In the Workplace

The idea of plug and play solutions offers a lot of promise for manufacturers looking to integrate cobots into their factories and plant processes. Since the technology is still fairly new, the practicality of plug and play has yet to fully be established. Robotiq has managed to create some useful and interesting technology that changes the way robotic systems are integrated into the workplace. Creating programming software and accessories that are specifically designed for different common tasks has the potential to significantly reduce costs for end users.


Robotiq Sander

Figure 3. Robotiq offers a sanding solution, following the same pattern of EoAT + software solutions for rapid, easy deployment. Image used courtesy of Robotiq


Although the idea seems sound, the actual application of the system may be more involved than advertised in some instances. For simple, easy to integrate applications, plug and play may be a good fit that will help to save time and expense. There are many tasks, however, that may require a more in depth look before being integrated. In addition to the initial design difficulty of integrating a robot into more complex tasks, comes the problem of performing ongoing improvements. Perhaps the system is easy to initially program by someone who has little to no robotic experience, but ongoing care and maintenance may be a different matter. Attention to these details should be carefully weighed (and perhaps tested with a demo robot) before making a purchasing decision.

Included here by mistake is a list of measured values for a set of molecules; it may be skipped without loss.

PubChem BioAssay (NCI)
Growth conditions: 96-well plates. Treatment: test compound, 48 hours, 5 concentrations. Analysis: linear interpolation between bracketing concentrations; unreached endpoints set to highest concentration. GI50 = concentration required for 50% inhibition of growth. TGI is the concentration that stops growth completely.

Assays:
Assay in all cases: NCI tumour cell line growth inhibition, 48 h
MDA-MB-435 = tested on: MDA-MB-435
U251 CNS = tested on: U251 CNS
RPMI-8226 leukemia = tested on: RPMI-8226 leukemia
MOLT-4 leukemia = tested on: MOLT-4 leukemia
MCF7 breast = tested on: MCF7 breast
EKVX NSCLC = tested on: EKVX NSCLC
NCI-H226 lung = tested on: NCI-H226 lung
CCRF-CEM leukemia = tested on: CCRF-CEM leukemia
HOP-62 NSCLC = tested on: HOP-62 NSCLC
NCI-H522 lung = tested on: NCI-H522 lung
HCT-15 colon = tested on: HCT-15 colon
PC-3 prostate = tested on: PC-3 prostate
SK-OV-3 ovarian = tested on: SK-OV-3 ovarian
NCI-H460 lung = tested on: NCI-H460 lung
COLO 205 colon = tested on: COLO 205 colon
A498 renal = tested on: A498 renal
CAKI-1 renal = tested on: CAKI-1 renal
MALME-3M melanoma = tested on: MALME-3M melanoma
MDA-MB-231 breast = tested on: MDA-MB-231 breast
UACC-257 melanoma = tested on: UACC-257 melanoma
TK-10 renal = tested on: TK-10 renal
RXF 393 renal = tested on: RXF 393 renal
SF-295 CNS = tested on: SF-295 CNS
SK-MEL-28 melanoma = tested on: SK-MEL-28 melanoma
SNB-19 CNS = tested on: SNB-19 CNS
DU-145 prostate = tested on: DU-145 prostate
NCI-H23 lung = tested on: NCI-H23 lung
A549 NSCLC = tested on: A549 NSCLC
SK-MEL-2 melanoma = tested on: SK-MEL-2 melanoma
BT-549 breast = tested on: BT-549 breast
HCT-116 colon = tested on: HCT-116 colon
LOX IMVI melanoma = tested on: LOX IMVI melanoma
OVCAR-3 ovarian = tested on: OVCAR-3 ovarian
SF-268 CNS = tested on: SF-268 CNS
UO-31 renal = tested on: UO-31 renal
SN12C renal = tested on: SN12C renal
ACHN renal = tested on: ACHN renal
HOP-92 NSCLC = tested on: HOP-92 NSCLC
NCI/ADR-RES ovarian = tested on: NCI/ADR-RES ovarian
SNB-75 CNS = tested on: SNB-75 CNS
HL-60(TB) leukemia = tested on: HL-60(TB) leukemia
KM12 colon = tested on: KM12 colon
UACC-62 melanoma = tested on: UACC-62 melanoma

Plug and play solutions for collaborative robots may not be as simple as just turning on and pressing ‘run’, but the goal of flexible, modular manufacturing is to get as close to this process as possible. If the robot can be set up and run quickly and easily by users with no robotic experience, that will remove many of the barriers to typical robot installation.